Penningtons Manches’ clinical negligence team has settled a claim on behalf of a woman from Kent against obstetrician and gynaecologist, Professor Omar Devaja, for the injury caused to her bowel as a result of a negligently performed subtotal hysterectomy.

In June 2014 she was diagnosed with Grade 2 endometrioid adenocarcinoma and underwent a total laparoscopic hysterectomy, bilateral salpingo oophorectomy and bilateral lymph node dissection. This was performed on a private basis under the care of Professor Omar Devaja at the Nuffield Hospital in Tunbridge Wells on 21 June 2014.

During the procedure, it became apparent that the McCartney tube had been inserted incorrectly into the rectum rather than the vagina. The surgeon only became aware of this once he had begun dissecting the rectum. A consultant general and colorectal surgeon was called to theatre to close the enterotomy and to form a loop colostomy.

Following the surgery, she was informed of the damage caused and that a temporary colostomy had been required as a result. Professor Devaja told her that the damage should not have occurred and that what had taken place was his responsibility.

Fortunately, the hysterectomy was successful in removing the tumour and no further treatment was recommended. However, she found the colostomy very traumatic and difficult to live with. She later suffered a minor prolapse of the colostomy which necessitated a further admission to hospital. The colostomy was not reversed until three months after the initial surgery.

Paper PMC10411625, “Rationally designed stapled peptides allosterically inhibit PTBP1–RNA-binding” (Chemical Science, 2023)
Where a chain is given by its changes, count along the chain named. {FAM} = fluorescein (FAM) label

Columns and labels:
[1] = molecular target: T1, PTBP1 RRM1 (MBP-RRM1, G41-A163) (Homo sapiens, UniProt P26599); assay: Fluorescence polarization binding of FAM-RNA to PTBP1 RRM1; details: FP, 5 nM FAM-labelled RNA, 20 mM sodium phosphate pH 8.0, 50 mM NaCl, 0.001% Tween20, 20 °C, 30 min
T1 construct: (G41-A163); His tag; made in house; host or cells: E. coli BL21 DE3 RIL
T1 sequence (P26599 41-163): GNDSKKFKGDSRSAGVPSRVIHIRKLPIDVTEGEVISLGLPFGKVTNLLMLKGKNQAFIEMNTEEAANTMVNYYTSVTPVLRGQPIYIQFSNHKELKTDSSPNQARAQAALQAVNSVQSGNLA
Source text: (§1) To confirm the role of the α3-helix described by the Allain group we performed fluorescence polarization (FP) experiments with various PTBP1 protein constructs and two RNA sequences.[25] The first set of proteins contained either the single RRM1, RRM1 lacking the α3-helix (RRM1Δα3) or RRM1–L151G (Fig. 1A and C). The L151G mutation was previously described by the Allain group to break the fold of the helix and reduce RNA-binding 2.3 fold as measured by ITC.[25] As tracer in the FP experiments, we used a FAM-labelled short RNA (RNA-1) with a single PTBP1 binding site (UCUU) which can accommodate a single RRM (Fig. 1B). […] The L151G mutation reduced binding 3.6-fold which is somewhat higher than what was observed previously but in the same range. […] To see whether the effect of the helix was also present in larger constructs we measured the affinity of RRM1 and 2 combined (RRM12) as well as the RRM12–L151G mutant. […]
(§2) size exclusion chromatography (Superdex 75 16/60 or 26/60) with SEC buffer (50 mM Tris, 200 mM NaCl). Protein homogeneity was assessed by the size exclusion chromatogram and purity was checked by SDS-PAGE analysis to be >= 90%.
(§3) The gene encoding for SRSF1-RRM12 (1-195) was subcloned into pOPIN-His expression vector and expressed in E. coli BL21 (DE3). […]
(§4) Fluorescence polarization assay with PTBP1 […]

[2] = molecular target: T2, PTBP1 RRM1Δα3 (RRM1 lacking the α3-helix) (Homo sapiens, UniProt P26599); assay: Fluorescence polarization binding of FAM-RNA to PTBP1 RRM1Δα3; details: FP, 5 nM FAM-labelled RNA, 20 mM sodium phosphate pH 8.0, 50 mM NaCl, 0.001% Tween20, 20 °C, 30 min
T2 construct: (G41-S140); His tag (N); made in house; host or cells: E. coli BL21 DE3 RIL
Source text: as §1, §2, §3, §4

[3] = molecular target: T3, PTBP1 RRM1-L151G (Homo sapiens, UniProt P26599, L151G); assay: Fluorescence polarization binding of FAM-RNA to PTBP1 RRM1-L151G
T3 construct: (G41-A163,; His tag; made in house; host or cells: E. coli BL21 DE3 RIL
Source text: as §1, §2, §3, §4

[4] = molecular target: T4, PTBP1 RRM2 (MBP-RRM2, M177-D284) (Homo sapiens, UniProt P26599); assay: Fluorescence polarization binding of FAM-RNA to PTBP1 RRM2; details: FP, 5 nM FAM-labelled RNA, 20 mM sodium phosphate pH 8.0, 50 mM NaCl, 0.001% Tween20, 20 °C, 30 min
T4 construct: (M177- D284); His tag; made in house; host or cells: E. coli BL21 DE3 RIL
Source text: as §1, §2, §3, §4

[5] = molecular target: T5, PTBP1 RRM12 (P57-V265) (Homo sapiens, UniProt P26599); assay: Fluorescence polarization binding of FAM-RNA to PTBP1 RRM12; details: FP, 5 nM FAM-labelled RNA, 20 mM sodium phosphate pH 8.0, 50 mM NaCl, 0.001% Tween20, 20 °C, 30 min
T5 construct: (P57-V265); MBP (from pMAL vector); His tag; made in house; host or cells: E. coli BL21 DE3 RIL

Due to the negligent complication that occurred, investigations were carried out by Nuffield Health and it was formally recorded as a ‘never event’.

The defendant was invited to make admission at an early stage, on the basis of the investigation that was conducted and to avoid any unnecessary costs being incurred. An admission was made seven months later and a settlement was agreed following a counter offer made by the defendant.

Penningtons Manches associate, Rebecca Morgan, who acted for the claimant, commented: “Never events are serious, largely preventable patient safety incidents that should not occur if the available preventative measures have been implemented. My client was already dealing with the emotional and physical impact of having to undergo treatment for her recent diagnosis of cancer. The negligent error made by Professor Devaja caused my client avoidable additional distress. My client now hopes that incidents such as this can be avoided for any patients receiving similar treatment in the future.”